IX (24): Humble words and increased preparations are signs that the enemy is about to advance. Violent language and driving forward as if to the attack are signs that he will retreat.
This holds true in law, I can assure you. But it also is true in other areas. I think particularly right now of both politics and religion. As one can see in the popularity of The Toupee Who Shall Not Be Named and in the increasingly belligerent and aggressive rhetoric the fundamentalist wing of American Christianity, both White Nationalism and Fundamentalism are in panicked retreat in our society, but both have resorted to increasingly violent language and actions. I would consider both a more credible long-term threat if they used humble words. Just saying.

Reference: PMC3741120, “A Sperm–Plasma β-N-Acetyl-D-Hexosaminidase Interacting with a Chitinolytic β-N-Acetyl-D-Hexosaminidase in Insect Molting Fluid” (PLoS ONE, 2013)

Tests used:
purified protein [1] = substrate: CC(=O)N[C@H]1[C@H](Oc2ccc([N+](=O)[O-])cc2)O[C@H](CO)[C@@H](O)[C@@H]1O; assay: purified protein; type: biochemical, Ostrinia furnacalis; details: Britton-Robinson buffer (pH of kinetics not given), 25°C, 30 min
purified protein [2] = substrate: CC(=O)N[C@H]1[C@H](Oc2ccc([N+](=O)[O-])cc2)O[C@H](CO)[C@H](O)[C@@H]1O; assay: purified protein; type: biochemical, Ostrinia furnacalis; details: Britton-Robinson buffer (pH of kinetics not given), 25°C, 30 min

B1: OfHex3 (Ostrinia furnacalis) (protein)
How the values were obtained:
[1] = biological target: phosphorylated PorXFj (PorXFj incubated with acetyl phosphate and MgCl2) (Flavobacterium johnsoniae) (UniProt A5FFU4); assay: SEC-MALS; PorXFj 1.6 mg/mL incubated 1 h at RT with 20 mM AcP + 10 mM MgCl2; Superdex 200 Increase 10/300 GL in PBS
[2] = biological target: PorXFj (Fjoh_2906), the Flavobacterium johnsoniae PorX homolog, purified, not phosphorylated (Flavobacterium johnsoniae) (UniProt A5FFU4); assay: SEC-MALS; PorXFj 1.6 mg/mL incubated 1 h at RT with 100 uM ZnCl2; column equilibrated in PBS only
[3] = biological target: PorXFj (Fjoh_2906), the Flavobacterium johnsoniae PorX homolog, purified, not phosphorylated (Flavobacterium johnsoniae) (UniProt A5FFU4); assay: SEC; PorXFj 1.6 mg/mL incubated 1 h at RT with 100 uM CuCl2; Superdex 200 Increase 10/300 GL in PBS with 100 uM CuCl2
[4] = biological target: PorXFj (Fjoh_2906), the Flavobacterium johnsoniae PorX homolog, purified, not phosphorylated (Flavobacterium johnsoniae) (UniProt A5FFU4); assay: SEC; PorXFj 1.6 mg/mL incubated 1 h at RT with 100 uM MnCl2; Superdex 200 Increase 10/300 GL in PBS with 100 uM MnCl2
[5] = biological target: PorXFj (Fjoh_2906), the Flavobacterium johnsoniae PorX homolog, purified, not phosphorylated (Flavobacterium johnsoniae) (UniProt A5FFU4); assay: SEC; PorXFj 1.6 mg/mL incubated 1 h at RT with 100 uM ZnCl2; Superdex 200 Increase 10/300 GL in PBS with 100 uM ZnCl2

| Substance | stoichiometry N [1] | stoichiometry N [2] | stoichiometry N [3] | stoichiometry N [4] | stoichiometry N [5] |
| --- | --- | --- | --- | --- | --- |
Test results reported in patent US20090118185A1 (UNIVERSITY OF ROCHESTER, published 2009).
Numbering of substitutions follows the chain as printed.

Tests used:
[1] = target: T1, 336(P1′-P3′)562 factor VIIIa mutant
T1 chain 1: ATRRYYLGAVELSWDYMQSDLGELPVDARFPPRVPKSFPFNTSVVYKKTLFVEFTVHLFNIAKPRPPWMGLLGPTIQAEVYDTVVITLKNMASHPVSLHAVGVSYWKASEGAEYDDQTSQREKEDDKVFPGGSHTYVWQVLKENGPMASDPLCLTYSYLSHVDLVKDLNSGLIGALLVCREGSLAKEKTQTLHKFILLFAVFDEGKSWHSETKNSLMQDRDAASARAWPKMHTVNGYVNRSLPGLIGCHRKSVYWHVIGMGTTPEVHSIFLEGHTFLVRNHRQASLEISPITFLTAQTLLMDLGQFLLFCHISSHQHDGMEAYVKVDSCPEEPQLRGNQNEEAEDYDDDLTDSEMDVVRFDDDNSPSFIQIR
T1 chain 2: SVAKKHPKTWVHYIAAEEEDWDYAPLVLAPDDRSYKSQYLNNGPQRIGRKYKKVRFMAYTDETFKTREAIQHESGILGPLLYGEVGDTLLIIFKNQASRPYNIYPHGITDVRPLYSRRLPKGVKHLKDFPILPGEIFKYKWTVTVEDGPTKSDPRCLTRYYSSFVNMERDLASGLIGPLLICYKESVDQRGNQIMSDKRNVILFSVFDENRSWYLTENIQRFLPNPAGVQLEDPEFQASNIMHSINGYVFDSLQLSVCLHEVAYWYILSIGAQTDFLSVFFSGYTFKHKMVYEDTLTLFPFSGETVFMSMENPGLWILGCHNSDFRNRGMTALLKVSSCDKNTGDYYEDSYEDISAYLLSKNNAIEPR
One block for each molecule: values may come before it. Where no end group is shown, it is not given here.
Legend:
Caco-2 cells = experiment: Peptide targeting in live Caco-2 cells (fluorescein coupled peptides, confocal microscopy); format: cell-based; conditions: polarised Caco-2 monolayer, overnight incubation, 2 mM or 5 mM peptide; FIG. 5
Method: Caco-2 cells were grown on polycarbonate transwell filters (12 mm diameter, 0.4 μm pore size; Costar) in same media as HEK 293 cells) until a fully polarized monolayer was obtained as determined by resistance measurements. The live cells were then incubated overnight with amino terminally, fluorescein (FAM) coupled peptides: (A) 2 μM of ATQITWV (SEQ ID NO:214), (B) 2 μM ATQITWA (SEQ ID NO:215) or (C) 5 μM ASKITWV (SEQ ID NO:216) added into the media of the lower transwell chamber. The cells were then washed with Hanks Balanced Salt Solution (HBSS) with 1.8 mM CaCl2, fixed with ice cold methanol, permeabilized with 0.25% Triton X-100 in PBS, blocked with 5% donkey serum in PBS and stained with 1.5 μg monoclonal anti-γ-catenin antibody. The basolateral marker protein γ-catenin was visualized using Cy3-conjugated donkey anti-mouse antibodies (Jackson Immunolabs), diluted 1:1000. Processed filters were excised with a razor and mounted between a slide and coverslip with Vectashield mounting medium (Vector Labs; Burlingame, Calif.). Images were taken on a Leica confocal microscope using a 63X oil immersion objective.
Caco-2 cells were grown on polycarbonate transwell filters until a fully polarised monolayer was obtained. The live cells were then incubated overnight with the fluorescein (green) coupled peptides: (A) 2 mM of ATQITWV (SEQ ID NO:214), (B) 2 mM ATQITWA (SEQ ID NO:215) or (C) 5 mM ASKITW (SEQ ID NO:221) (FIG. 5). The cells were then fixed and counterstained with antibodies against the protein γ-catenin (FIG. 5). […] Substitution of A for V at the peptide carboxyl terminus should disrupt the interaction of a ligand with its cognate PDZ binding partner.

I’ll end with perhaps the most famous of all of Sun Tzu’s aphorisms.
VIII (18) Hence the saying: If you know the enemy and know yourself, you need not fear the result of a hundred battles. If you know yourself but not the enemy, for every victory gained you will suffer a defeat. If you know neither the enemy nor yourself, you will succumb in every battle.
Truer words were never spoken.
The Art of War is a fascinating book. I originally sought out this collection for this work alone, but I am interested in continuing through the other works. (The Tao Te Ching, The Works of Confucius, and The Works of Mencius.)